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Reassessing success in school sport

| April 10, 2017 | 0 Comments


At a time when school sport is receiving more and more attention (often for the wrong reasons) and with rugby matches being shown on television, scholars being caught using performance-enhancing drugs, and schoolboy ‘stars’ becoming teen idols,1 it’s time to assess what role sport should play in a scholar’s education.

Regardless of the age of the participants, research has shown that children primarily play sport to have fun.2 In independent schools, where holistic education is a commonly used phrase, we sometimes take our eyes off the ball (pun intended), focusing on results (winning a league, or increasing our national ranking) rather than processes. In the same way that academics should prepare a child for life, rather than to pass matric or to gain access to a tertiary education, school sport should encourage a love of physical activity, towards being active for life, where winning matches is a by-product.

Focus on the process

I contend that if coaches focus on preparation (fitness, ball skills, teamwork and strength) and everyone in the team is committed to these process goals, the result will (generally) take care of itself. In other words, I suggest goal-setting at the start of the season should not revolve around “We’re going to win the title” or “I’m going to make the provincial team”, but instead should focus on “We’re going to lower the number of missed tackles, from A to B” or “I’m going to increase my passing accuracy” or “improve my speed over 20 m, from X to Y”.

And, given that most independent schools subscribe to the Long Term Athletic Development (LTAD) model,3 which is processbased, the emphasis should be on incremental goals. This won’t necessarily mean that you win all your matches, but there should be an improvement in results, unless teams are totally mismatched – in which case they shouldn’t be playing each other anyway. Further to this, results-based goals (trophies, ranking tables, etc.) imply using extrinsic motivation to achieve the end result, whereas sport psychologists (and, indeed, leading sportsmen and sportswomen) contend that intrinsic motivation is far more effective in maintaining motivation.4 Am I then advocating scrapping leagues?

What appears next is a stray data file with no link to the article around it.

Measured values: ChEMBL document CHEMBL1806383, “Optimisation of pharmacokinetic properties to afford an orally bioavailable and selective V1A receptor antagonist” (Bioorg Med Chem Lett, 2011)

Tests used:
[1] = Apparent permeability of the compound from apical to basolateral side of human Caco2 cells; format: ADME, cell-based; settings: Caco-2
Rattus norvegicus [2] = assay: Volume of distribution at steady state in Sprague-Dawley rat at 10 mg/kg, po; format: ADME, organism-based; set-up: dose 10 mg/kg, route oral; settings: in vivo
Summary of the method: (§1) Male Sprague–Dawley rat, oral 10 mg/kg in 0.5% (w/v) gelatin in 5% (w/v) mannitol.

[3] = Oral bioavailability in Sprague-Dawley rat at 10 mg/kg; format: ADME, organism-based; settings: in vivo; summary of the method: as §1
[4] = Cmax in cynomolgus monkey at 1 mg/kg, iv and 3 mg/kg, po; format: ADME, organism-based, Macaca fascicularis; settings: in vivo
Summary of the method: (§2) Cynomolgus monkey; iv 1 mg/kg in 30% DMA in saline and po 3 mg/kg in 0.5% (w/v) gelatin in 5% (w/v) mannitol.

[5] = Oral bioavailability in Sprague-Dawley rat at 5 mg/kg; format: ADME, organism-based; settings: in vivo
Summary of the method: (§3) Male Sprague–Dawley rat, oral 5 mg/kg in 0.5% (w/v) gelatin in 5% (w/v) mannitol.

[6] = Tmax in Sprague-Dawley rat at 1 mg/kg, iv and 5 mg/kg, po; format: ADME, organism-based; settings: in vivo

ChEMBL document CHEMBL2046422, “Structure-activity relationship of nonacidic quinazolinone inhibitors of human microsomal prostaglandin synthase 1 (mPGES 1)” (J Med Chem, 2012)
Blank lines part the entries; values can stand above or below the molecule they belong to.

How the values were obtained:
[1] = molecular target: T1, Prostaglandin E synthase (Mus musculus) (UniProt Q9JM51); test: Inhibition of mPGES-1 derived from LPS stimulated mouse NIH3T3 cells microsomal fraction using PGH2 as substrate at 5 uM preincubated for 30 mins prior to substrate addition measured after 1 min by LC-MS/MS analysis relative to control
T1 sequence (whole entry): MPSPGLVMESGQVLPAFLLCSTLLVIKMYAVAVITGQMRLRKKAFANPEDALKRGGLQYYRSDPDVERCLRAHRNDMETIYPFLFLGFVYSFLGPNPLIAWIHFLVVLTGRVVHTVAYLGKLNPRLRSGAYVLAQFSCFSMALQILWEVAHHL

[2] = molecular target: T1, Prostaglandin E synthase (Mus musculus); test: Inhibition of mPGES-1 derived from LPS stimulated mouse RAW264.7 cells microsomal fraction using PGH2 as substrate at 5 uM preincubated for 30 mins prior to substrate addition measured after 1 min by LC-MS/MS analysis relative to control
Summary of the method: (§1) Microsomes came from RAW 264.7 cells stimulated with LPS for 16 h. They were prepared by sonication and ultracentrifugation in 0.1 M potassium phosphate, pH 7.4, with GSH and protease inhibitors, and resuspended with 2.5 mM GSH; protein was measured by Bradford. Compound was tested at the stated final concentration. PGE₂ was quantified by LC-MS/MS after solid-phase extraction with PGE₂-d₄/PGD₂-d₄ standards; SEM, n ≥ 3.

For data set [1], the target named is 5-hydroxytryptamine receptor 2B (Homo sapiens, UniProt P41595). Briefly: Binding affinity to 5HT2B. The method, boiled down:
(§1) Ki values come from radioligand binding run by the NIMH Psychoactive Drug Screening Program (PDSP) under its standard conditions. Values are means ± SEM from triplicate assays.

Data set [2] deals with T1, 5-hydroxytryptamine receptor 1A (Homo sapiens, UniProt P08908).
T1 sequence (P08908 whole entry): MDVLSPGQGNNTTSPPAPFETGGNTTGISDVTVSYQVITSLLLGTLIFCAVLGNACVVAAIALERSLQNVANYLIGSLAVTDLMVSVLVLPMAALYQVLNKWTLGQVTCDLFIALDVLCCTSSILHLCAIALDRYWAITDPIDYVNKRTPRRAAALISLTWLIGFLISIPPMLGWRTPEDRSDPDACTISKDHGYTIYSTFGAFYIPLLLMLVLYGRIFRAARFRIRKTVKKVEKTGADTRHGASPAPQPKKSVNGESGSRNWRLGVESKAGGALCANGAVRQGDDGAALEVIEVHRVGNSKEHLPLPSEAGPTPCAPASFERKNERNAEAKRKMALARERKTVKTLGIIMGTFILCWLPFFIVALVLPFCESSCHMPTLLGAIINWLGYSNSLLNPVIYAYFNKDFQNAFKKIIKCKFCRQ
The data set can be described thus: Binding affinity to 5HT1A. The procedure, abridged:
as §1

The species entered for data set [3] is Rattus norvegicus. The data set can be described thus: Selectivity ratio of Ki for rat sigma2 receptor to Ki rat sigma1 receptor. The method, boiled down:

Certainly not, but when league results become more important than scholars’ welfare, there is a problem. Arranging school sport into leagues should have as its main purposes ensuring that there is good organisation, that fixtures are formalised, and that schools which subscribe to a similar ethos and are of similar standard play against each other. Once it becomes more than that, we often see issues – such as the abuse of performance-enhancing substances and the poaching of players – coming into play.

School sport can enhance academics On the opposite end of the spectrum is the view held by some parents and teachers: that school sport is simply a means to rid scholars of excess energy. In a changing social environment, where the responsibility for raising and disciplining children is increasingly abdicated by parents in favour of the school, sport can play an important role in several spheres that are increasingly neglected, and seldom taught in the classroom:

• learning fine and gross motor skills

• crossing the midline, an important skill in reading and writing, and depth perception

• improving self-esteem

• improving mental health

• loyalty and teamwork.

In addition, several studies have revealed a positive correlation between exercise and academic performance.5 This is not to say that scholars who exercise are necessarily going to perform better academically. However, it does mean that sport is not a barrier to academic achievement. I leave you with a few points to ponder:

1. Are our coaching methods and objectives always in the best interests of our scholars?

2. Bearing in mind that not all scholars are naturally “sporty” and inclined towards team sports, should we not relook our physical education programmes?

3. Is there a need to revise curricula and timetables to include sport, given their myriad benefits for our scholars?

Conan Olivier is director of sport at a leading independent school. He has written this article in his private capacity.

References: 1. See, for example: a-serious-issue-is-receiving-serious-attention/. 2. See, for example: holdings+desc&_=1484636259153&versionId=41249291. 3. See, for example: html. 4. See, for example: 35892. 5. See, for example: 00336297.2016.1150864?src=recsys&journalCode=uqst20. and

Category: Autumn 2017

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